Peter Daluge didn’t expect to get much money from a federal program intended to help farmers affected by tariffs—but he thought he would get more than $1.
Daluge, who operates a 140-cow dairy farm and raises 170 acres of corn and alfalfa south of Janesville, called the $1 payment “somewhat shocking.” He still has a copy of the statement.
The money came from the federal market facilitation program, which allocated $12 billion to American farmers struggling because of increased tariffs on U.S. agricultural products. The U.S. has been mired in a trade war with China for more than a year.
The trade war has exacerbated weak markets for many agricultural commodities. Farmers already were dealing with low prices and oversupply even before retaliatory tariffs took effect.
The $1 payment in October was intended for Daluge’s crops. The family also received a $1,985 payment for the dairy side of the farm.
A second round of payments in December brought the total to about $4,000.
The Daluges lose roughly $4,000 each month on milk production, so the money didn’t stretch far. Peter and his daughters, Megan Daluge and Erin Grawe, are trying to keep a positive outlook.
“You can laugh or you can cry, and we prefer to laugh. I farmed for 40 years myself, and I’ve seen low milk prices. I’ve seen high milk prices,” Peter said. “It’s just the way the market is … although this stretch has been a long stretch of low milk prices, longer than normal.”
Wisconsin farms received about $10 million under the federal program’s first level of payments. Data from the Environmental Working Group show 11 state farms received more than $50,000, including a payment of more than $80,000 to a Kewaunee County dairy.
More than 200 farms received less than $100.
Because most of the family’s 170 acres of crops are used as animal feed, only a tiny portion of what was grown was eligible for tariff relief money—hence the $1 check, Peter said.
The payment was the smallest in the state, according to the data.
“We just kind of laughed about the $1,” Peter said from inside a modest farm office. “Who would’ve known we’d be the lowest-paid in the state? That’s kind of ...”
“First for something,” Erin said.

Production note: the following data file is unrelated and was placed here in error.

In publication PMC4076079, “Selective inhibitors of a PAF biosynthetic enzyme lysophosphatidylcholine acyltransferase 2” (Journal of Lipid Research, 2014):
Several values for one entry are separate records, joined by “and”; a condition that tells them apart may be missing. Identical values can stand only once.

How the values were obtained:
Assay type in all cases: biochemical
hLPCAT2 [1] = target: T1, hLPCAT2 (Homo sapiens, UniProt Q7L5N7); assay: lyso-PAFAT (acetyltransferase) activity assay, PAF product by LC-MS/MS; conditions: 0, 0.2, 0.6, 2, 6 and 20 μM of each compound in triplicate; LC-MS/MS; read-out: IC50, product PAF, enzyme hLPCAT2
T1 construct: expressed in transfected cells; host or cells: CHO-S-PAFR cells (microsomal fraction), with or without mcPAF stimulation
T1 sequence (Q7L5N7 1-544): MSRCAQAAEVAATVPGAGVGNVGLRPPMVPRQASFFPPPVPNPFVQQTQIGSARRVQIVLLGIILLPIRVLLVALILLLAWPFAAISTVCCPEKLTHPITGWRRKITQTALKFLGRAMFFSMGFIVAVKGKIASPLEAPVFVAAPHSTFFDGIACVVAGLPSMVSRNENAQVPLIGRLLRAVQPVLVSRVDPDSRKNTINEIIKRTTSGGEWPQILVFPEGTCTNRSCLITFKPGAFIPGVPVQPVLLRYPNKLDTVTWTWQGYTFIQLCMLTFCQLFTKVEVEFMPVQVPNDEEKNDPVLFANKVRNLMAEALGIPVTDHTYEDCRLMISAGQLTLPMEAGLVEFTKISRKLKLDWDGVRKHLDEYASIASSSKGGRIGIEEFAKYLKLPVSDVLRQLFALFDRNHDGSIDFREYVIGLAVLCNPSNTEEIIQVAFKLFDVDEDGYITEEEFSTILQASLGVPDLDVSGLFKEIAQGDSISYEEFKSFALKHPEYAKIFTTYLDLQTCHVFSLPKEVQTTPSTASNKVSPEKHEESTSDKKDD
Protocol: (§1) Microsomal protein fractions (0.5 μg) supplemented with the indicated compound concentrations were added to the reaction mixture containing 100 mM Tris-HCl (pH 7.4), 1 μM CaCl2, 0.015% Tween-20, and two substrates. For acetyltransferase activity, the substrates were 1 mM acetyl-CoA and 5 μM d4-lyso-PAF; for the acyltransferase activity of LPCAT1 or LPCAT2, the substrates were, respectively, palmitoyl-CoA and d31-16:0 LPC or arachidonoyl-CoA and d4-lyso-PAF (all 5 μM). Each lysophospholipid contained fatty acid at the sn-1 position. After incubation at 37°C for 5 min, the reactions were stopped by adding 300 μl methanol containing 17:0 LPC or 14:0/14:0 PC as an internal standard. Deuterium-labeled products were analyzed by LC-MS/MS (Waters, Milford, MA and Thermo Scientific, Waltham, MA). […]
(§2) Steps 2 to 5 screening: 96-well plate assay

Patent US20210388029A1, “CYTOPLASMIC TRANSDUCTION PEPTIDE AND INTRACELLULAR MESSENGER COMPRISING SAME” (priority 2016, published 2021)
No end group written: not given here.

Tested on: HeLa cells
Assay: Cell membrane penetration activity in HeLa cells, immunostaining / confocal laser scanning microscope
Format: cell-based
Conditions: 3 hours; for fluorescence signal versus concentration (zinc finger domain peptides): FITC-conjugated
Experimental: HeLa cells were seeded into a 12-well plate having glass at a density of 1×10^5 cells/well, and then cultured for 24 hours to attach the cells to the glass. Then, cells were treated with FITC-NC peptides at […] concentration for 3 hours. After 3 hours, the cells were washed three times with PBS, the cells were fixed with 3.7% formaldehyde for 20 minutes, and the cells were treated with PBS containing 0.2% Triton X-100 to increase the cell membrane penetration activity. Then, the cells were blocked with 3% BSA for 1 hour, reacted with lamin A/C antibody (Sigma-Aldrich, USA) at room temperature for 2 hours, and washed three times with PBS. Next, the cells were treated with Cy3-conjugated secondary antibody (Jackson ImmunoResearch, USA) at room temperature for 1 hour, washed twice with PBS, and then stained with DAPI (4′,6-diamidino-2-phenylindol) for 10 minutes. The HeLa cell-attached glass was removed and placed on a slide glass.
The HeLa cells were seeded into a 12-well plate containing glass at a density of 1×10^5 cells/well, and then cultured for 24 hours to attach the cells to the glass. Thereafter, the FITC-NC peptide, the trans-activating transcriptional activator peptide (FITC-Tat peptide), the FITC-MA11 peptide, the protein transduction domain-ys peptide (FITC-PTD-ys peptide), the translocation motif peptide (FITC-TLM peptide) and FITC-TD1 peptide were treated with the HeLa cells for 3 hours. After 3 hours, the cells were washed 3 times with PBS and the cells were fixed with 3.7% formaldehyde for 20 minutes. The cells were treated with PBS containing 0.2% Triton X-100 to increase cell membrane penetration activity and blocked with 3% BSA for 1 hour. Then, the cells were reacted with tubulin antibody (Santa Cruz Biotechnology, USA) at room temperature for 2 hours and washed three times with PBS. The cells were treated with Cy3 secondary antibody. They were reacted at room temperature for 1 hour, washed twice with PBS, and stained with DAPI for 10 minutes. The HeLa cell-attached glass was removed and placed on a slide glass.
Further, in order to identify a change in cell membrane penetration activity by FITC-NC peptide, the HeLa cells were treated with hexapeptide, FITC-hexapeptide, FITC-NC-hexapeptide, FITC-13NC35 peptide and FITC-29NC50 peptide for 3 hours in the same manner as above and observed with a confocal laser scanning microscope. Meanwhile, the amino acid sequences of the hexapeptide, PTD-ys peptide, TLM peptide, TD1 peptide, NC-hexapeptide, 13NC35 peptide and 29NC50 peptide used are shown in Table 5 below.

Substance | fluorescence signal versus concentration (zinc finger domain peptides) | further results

“Yeah, we got first in something,” Peter continued.
The number of Wisconsin dairy farms has dwindled over the past several decades. Cows and bull calves sell for a fraction of what they once did, making it tough to even leave the industry, Peter said.
He suggested a quota system could help control the supply of milk, where surplus production would net a lower price at market. That idea likely wouldn’t be popular with some farmers, he said.
The family has no plans to close the farm, but family members admit worrying they might be forced to someday. They love milking cows, and Erin and Megan want their future kids to grow up on the farm.
Their children would be the sixth generation to do so.
To compensate for changes in agriculture, Megan and Erin plan to make the farm an agritourism hub. Local schools will visit in spring for field trips, and the family will host summer camps for kids interested in hands-on work. They also will offer private tours for all ages.
Erin said the family will continue to apply for different farm subsidy programs despite the disappointing returns. If farmers stop applying, the government might stop offering the assistance, she said.
As Peter puts it, the money is “better than a poke in the eye.”
His pragmatic mindset has helped the family remain unflappable.
“Nothing really seems to ruffle his feathers,” Megan said of her father. “He’s always a pretty level-headed, logical thinker. Always thinking ahead for the next step.
“We could sit here and be depressed and complain about getting $1, but instead we’re going to say, ‘We’re going to keep going. We’re going to do what we can to keep this farm going.’”